Charity requests 'best face-to-face' finds ComRes poll
People living in England are twice as likely to give money to charity if they think friends and family are putting their hands in their pockets too.
These are the findings of an opinion poll by ComRes for BBC local radio.
The poll also found that despite a rise in social networking people prefer to be asked directly for support.
The results of 2,606 people surveyed also showed that England is a generous nation, with seven in 10 adults saying they gave to charity in the past month.
Face-to-face fundraising also remains effective, despite the sometimes negative image of charities who use street or door-to-door fundraisers.
Two thirds of those surveyed said they would prefer to be asked in person rather than online to give money.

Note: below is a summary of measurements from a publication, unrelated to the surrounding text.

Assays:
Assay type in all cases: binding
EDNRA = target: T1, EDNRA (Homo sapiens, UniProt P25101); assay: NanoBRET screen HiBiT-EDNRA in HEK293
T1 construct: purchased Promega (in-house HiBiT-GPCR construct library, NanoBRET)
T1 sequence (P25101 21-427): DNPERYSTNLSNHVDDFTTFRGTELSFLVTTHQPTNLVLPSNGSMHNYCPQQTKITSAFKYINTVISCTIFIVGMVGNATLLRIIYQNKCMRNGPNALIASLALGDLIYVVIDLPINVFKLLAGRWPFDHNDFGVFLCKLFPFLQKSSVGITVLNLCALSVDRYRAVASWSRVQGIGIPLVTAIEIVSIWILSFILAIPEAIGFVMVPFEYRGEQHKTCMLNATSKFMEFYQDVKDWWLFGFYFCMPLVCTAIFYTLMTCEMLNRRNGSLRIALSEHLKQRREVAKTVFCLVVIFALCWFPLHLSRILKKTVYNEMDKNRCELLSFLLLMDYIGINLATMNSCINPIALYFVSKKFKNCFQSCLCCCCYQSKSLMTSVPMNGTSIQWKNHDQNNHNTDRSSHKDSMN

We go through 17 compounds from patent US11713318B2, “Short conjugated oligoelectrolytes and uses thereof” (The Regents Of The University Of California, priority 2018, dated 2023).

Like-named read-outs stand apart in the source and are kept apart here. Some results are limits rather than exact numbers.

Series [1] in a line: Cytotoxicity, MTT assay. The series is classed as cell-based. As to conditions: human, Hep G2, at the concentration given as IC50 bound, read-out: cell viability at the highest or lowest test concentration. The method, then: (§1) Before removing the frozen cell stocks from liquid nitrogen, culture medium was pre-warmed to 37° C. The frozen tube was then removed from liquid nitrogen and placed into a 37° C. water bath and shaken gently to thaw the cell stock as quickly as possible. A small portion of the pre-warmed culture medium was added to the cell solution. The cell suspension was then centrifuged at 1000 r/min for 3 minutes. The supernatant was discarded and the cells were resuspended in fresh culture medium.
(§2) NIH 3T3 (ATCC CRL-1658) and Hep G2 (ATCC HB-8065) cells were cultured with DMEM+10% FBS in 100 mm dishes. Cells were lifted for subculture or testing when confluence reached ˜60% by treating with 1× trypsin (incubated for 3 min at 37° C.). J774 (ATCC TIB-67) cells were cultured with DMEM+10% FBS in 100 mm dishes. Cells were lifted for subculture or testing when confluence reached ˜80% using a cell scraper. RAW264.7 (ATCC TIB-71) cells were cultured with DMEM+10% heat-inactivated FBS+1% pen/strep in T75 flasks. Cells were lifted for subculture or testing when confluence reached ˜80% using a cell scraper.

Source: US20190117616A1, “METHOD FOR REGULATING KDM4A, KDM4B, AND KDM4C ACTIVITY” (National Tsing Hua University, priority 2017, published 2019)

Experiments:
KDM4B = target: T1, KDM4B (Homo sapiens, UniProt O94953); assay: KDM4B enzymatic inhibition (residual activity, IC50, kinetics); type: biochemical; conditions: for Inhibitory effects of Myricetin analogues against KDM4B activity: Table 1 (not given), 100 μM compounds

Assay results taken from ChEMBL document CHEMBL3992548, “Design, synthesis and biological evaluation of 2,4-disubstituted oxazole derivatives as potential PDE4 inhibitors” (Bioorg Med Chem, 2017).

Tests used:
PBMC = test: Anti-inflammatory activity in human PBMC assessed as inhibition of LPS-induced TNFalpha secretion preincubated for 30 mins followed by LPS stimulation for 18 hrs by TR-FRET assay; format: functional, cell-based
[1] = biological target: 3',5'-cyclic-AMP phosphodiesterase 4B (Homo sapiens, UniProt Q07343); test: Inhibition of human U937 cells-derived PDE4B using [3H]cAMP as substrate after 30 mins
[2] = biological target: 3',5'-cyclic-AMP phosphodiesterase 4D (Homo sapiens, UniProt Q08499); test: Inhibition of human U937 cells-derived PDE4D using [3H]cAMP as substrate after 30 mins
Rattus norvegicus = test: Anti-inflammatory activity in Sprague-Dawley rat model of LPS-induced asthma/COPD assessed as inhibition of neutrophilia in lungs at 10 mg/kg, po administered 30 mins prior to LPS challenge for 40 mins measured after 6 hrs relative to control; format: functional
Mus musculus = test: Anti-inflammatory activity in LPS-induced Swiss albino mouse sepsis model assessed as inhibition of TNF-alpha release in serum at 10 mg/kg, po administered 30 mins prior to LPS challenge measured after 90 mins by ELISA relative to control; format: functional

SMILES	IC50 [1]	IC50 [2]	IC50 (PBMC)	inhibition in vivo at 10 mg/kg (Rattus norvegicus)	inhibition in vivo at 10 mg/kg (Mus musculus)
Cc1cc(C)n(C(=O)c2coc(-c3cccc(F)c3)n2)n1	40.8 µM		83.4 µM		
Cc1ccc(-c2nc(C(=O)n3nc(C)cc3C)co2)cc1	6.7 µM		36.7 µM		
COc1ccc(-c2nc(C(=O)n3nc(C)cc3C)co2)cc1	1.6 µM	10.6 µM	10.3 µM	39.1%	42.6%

Sally de La Bedoyere, chief executive of the Public Fundraising Regulatory Association, which oversees charities asking for donations face-to-face, said direct contact fundraising raises more that one hundred million pounds a year in the United Kingdom.
"A lot of people are saying 'I've been prompted by this direct conversation to actually commit on a regular basis' - that's important for the charities," she said.
"They invest a lot of money in it, but they get a lot of support back"
The poll also suggests that local campaigns and organisations have most impact when it comes to raising awareness of social issues.
Rachel Smith, membership recruitment coordinator for the Sussex Wildlife Trust, said their 33,000 members could make a difference on a national stage.
"We are a small trust, but with the large membership base we have we actually can use those voices to lobby government.
"The more members we have, the bigger impact we can have on those larger issues."